40 By her downright violence and storm of fortunes’ Desde mona means, the bold and decisive measure she had taken, of following the dictates of passion, and giving herself to the Moor, regardless of her parent's displeasure, the forms of her country, and the future inconveniences she might be subject to, by tying her duty, beauty, wit, and fortunes, in an extravagant and wheeling stranger, of here and every where.' This was truly taking her fortunes by storm.
41 Quality here, as in other passages of Sbakspeare, means
I saw Othello's visage in his mind;
Oth. Your voices, lords—’beseech you, let her
to the war,
Have a free way. Vouch with me, heaven; I therefore beg it not, To please the palate of my appetite; Nor to comply with heat (the young affects, In me defunct) and proper satisfaction 42, ; profession. “My heart is so entirely devoted to Othello, that I will even encounter the dangers of his military profession with him.' The quarto reads, “My heart's subdued even to the utmost pleasure of my lord.' 42 Steevens reads, at the suggestion of Sir T. Hanmer:
* Nor to comply with heat, the young affects,
In my distinct and proper satisfaction.'
Let me wear
I am a constant lover of you mind,' &c. Mr. Gifford observes that, • as this shows how Shakspeare's contemporaries understood the lines, it should, I think, with us be decisive of their meaning.'— The admirers of Shakspeare cannot but recollect with dismay the prodigious mass of conjectural criticism accumulated on this simple passage, as well as the melancholy presage with which it terminates; that after all
it will probably prove a lasting source of doubt and controversy. I confess I see little or rather no occasion for either: nor can I possibly conceive why, after the rational and unforced explanation of Johnson, the worthless reveries of Theobald, Tollet, &c. were admitted.—Affects occur incessantly in the sense of passions, affections : young affects are therefore per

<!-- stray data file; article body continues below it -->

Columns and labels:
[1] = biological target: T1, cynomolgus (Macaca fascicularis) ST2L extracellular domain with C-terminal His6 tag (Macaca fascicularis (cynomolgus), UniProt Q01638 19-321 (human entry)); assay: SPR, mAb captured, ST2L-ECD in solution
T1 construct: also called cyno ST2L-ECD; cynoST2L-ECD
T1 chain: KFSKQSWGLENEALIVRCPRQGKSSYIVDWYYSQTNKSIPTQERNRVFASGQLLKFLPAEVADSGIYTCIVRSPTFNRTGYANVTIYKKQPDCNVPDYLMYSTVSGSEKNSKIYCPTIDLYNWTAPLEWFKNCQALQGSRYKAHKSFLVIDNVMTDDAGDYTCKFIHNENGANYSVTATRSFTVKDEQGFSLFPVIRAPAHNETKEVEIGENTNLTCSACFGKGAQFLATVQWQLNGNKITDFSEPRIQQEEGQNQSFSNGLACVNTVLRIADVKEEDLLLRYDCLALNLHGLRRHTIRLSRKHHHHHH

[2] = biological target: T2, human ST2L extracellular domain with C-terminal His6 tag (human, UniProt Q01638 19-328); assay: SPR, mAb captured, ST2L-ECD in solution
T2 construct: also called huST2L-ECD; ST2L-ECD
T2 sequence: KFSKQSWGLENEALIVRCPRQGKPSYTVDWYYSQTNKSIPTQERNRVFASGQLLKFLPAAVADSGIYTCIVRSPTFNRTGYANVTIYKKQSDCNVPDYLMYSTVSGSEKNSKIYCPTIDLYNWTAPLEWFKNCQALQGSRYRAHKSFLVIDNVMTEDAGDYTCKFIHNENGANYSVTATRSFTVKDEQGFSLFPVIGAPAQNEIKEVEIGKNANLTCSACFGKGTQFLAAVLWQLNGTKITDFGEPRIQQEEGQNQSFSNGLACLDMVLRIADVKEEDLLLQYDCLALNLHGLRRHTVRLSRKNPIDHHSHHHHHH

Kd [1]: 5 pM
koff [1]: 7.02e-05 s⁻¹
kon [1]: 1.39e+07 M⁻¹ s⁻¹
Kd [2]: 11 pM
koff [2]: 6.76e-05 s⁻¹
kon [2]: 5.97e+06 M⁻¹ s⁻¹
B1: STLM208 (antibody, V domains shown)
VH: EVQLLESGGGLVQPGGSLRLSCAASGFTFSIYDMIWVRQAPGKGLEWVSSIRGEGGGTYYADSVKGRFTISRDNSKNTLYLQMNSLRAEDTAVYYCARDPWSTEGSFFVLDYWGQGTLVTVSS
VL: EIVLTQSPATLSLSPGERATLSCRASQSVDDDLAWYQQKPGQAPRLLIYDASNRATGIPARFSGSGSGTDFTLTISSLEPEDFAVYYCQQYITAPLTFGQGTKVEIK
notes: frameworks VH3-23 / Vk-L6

But to be free and bounteous to her mind :
your serious and great business scant,
Duke. Be it as you shall privately determine Either for her stay, or going : the affair cries—haste, And speed must answer it; you must hence to-night.
Des. To-night, my lord?
This night. fectly synonymous with youthful heats. Othello, like Timon, was not an old man, though he had lost the fire of youth; the critics might therefore have dismissed their concern for the lady, which they have so delicately communicated for the edification of the rising generation. Mr. Gifford suggests that Shakspeare may have given affect in the singular to correspond with heat. Affect is also used for passion, in an Elegy on the Death of Sir Thomas Wyatt, by Lord Surrey :
* An eye whose judgement none affect could blinde,
Frendes to allure, and foes to reconcile.' Dr. Jobnson's explanation is :- I ask it not (says Othello) to please appetite, or satisfy loose desires, the passions of youth which I have now outlived, or for any particular gratification of myself, but merely that I may indulge the wishes of my wife.' Upton had previously changed my, the reading of the old copy, to me; but he has printed effects, not seeming to know that affects could be a noun.
43 i. e, cause.
44 Thus the folio ; except that, instead of active instruments, it has offic'd instrument. The quarto reads · And feather'd Cupid foils,' &c. Speculative instruments, in Shakspeare's language, are the eyes; and active instruments, the hands and feet. To seel is to close up. The meaning of the passage appears to be,. When the pleasures and idle toys of love make me unfit either for seeing the duties of my oflice, or for the ready performance of them.'
45 The quarto reads reputation.